The Dutch residential market in international context
Regulation is also increasing in other European countries
Partly due to the housing shortage in the Netherlands, house prices have risen sharply in recent years: by 75% compared to 2015. In response to the pressure on the housing market, the Dutch government is trying to alleviate the pressure with an increasing number of measures. The housing shortage is not a uniquely Dutch phenomenon: other countries in Europe, including Germany and Ireland, struggle with similar problems. As a result, house prices in the European Union have also risen significantly, although less than in the Netherlands, on average by 43%.
Like the Netherlands, other governments in Europe are also implementing more measures to regulate the housing market. These measures are often focused on areas where the affordability of living is under pressure the most as a result of the rising house prices. For example, the German federated state of Berlin tried to freeze the rent level for five years, but this measure was voided by the German High Court2. Similar measures were proposed and implemented in other countries.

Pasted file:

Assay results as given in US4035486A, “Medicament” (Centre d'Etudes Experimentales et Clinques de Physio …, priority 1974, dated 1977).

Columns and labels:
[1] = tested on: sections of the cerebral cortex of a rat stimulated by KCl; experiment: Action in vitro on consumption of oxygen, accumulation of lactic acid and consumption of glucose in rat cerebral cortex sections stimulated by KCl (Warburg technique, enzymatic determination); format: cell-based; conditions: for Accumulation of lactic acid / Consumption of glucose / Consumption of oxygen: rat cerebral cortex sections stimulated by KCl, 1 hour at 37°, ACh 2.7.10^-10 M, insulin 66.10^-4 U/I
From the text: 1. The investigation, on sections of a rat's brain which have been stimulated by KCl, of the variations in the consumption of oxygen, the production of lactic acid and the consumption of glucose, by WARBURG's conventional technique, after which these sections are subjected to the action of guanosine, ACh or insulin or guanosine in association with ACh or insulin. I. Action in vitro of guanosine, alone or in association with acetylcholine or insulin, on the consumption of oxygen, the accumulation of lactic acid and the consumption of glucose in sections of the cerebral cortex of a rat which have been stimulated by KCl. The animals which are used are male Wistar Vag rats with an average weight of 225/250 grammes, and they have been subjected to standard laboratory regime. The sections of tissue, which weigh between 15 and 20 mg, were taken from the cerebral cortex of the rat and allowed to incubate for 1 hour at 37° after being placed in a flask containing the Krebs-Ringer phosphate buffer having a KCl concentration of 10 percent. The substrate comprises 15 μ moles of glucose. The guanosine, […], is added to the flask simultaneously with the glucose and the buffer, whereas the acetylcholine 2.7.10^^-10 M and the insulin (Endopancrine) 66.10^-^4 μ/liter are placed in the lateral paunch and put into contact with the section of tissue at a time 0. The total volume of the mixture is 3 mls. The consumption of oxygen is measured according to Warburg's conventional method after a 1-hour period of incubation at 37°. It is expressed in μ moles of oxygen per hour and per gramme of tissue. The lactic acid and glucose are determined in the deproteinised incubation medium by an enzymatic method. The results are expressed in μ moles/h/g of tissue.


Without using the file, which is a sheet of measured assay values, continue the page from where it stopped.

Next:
Examples of increasing regulation of the residential market in Europe
These measures show that Europe regulation is intensifying all over where scarcity is growing. On the one hand, this demonstrates the strong foundations of these markets. On the other hand, the residential market takes on an unpredictable character for investors as policy is modified continuously and one cannot anticipate future course changes. However, regulation also indirectly provides more security: restricting rental growth reduces the risk of issues due to affordability problems.
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